The one word you can’t say in front of my dad

My parents are vastly different in their anger.  My mother is a tornado.  You can hear it coming, but she is very precise on where she lays down her path of destruction.  If you battened down the hatches, listened for the warnings, you’ll survive; if you decided to ignore the warnings, you’re a dead man.  My father is a volcano.  It builds and builds until he erupts taking out everything in his path.  I shiver from my mother’s screamings; I sob under my father’s quiet “I’m disappointed in you.”  But they agreed on punishing for language, and that punishment was the good, old fashion soap.

I was home for my first winter break from college.  I was helping decorate the living room for Christmas because with my parents working and I not being there, my brothers had done little but put up their favorite ornaments on the tree.  All ten of them.  As I was picking up a glass ornament older than my mom, I dropped it, shattering it.

Me: Goddamnit!

My dad was in the room.  He looked up.

Dad: Fae.  In the bathroom.  Now.

Me: What?

He got up slowly with purpose, much like a jaguar stalking prey.

Dad: You heard me, Fae.  In the bathroom.  Now.

Of course, this jaguar was as big as a grizzly and walked like a cop and talked like my dad.

Me: Dad.  You got to be kidding.  I’m eighteen.  I’m in college.  I don’t even live here.

Dad: You’re my daughter.  You technically do live here.  I’m not asking again.  Get into the bathroom.

Son of a.  I marched into the bathroom, believing this was all a joke.  I was eighteen, an adult.

Dad: Sit on the hamper.

Yup, just like when I was eleven and stupid enough to say “shit.”  Smart, Fae, smart.

My dad shut the bathroom door, a small mercy to shield my punishment from my brothers who will hear about it soon enough.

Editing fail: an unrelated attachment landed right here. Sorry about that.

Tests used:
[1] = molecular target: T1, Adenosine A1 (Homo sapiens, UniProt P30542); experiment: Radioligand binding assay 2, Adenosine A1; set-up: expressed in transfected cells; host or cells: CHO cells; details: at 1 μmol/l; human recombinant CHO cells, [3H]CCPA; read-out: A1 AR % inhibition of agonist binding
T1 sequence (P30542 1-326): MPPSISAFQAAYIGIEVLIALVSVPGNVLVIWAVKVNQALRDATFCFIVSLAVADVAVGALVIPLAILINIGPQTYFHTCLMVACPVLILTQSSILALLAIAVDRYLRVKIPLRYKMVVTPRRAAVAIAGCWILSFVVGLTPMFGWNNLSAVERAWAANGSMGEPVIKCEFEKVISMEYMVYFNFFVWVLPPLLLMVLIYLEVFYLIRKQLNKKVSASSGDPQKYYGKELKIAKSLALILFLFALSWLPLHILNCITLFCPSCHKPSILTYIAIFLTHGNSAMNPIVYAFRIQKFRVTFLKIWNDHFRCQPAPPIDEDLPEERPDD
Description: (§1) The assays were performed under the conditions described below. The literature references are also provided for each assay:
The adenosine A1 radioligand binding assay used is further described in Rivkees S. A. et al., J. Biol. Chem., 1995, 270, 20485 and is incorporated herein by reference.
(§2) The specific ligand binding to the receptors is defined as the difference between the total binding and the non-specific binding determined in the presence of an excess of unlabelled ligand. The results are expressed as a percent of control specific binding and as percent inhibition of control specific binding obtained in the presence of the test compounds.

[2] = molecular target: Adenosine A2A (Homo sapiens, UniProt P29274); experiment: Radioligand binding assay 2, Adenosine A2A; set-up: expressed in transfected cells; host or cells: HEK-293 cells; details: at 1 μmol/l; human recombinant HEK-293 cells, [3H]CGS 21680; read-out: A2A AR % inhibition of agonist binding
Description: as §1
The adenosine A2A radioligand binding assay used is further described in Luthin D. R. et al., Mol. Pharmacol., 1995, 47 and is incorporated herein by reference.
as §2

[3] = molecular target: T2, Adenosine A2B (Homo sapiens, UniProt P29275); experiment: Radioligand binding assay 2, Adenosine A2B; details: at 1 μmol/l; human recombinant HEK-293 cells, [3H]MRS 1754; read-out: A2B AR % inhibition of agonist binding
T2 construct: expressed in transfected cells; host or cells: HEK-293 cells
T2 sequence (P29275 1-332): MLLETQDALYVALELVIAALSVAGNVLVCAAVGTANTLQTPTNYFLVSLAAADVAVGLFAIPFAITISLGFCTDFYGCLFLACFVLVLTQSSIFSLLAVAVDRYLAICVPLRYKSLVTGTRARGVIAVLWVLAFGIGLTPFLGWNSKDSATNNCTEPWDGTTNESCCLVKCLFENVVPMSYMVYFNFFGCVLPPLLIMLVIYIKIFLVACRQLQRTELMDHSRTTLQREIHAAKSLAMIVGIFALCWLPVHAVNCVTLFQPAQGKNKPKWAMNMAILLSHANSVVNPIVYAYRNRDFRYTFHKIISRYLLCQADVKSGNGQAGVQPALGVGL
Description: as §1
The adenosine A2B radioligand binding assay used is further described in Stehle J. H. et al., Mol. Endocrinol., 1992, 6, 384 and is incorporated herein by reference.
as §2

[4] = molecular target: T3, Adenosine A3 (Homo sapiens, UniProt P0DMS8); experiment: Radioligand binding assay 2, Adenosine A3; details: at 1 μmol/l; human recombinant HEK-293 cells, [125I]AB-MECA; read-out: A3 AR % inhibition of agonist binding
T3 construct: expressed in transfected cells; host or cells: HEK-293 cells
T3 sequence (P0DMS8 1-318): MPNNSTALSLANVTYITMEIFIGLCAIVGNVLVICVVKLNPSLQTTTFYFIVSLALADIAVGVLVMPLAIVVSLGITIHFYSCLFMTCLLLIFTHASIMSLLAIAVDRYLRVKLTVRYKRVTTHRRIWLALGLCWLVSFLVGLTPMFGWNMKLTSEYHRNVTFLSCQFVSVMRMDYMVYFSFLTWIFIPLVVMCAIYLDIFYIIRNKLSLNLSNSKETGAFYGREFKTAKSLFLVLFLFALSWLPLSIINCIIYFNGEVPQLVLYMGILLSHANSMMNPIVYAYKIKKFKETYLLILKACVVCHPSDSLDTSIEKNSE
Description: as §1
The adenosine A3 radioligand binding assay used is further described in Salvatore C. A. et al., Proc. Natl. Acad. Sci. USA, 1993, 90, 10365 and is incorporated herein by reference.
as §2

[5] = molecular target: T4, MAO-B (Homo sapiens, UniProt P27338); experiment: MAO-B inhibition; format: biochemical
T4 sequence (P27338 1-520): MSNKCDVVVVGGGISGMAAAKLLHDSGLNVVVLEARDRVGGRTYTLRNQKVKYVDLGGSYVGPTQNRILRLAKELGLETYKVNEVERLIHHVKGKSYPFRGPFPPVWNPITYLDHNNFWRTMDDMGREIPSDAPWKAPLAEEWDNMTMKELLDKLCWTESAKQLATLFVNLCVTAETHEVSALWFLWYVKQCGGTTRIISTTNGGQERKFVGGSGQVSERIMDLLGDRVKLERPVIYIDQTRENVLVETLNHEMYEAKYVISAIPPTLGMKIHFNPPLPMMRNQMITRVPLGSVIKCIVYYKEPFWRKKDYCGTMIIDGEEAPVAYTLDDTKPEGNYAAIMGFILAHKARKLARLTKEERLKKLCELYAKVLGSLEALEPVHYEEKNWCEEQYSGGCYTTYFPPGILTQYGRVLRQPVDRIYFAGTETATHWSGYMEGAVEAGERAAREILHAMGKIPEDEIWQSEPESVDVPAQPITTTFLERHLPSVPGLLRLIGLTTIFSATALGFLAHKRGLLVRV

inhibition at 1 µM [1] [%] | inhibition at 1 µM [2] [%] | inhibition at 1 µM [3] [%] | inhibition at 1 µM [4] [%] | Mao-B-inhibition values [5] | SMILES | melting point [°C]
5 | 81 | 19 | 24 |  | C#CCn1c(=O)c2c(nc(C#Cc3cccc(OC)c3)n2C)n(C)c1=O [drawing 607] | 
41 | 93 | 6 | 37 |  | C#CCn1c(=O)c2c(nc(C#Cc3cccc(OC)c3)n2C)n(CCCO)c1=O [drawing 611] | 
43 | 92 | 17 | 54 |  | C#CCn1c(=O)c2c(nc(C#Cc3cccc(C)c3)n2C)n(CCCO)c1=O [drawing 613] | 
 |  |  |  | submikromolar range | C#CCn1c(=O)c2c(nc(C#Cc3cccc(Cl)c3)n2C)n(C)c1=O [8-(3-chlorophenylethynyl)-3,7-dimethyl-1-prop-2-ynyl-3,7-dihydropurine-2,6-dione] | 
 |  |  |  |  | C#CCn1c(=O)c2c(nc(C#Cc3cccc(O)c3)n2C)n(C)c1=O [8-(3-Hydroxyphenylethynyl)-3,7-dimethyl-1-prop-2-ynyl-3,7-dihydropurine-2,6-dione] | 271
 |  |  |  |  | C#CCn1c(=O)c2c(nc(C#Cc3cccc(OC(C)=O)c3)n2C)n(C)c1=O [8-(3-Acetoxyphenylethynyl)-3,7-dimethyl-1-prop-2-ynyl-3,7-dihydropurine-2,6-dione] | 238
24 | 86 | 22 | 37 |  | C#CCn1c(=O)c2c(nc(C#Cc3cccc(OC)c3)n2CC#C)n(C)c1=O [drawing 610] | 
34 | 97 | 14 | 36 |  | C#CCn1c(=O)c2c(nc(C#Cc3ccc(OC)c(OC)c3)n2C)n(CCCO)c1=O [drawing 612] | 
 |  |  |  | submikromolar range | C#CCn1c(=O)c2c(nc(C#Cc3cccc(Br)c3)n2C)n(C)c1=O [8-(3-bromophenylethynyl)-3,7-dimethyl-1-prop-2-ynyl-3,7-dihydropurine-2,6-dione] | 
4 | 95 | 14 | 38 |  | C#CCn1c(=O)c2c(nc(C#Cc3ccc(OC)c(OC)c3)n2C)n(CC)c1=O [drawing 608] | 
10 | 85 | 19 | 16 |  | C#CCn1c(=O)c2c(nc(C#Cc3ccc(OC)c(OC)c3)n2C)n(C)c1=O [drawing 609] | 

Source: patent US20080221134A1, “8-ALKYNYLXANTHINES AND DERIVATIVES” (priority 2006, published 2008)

Dad: Liquid or bar?

I always felt this was a trick question.  I was so sure the bar was better because the liquid could run down your throat, but maybe that’s what he wanted you to think.

Me: Bar.

Ok, I’m not brave enough for the liquid.  I can’t believe he’s making me do this.  I’m an adult.  I voted.

Dad: Open your mouth.  Stick out your tongue.

Fine.  We’ll see how far you can take a joke.  Ahhhhh.

He rubbed the bar on my tongue in two circles, then scrapped it along the back of my upper front teeth.

Dad: You won’t be using that kind of language in my house, young lady.  Rinse it out any time.

He left the room.  The rinsing out is the worst part.  It turns the solid soap sitting on your tongue to liquid, filling your mouth with that oh-so-wonderful soapy taste.

That was the day I learned I could say “God” and “Damn,” but I could never EVER put the two together.

The day after the F word incident, The Husband and I were having yet another money talk.  We had a lot of those in December because I play CFO to The Husband’s CEO in money issues.  He tells me the money he can give me and questions where the rest went, and I supply him with all the answers and tell him I need more.  Like most CEOs, The Husband has no idea how much money it takes to run things.  Like most CFOs, my solution is get me more money (and cut out those CEO lunches).  If I was a real CFO, you know who liked numbers and money, I would have an ongoing spreadsheet showing every single purchase, but I’m not and would rather eat soap then be that crazy organize.  (Crap that almost sounded like intuition. Ahhhhh!)  You can imagine how heated these conversations can get.

The boys were playing toys in the floor between us as I like to get as far away from the breathing fire as possible (though The Husband does calm down after a few minutes of rational thinking; he’s just quick on the fire breathing).  I finished submitting my report.

The Husband: GODDAMNIT, Fae!

I launched back with more detail logic to his fiery ourtburst.  I hate being broke too.  I hate spending this much on bills.  But that’s how life is, and I cut all I could.

Meanwhile.  There was Tornado S in the background of my monologue.

Tornado S: Goddamnit.  Goddamnit.  Goddamnit.  Goddamnit.  Goddamnit.  Goddamnit.  Goddamnit.  Goddamnit.  Goddamnit.  Goddamnit.  Goddamnit.  Goddamnit.  Goddamnit.  Goddamnit.  Goddamnit.

Me: (finishing up my speech) Oh, and thanks for teaching our two year old that lovely new word.

Tornado S: Goddamnit.  Goddamnit.  Goddamnit.  Goddamnit.  Goddamnit.  Goddamnit.

The Husband: You’re welcome.  Oh. Cr-

Me: Don’t say it.

The Husband: Right.  Ok.  Um.  Ok.  I can do this.  I just can’t get over how much we spend.

Me: Trust me.  We’re cheaper than we used to be.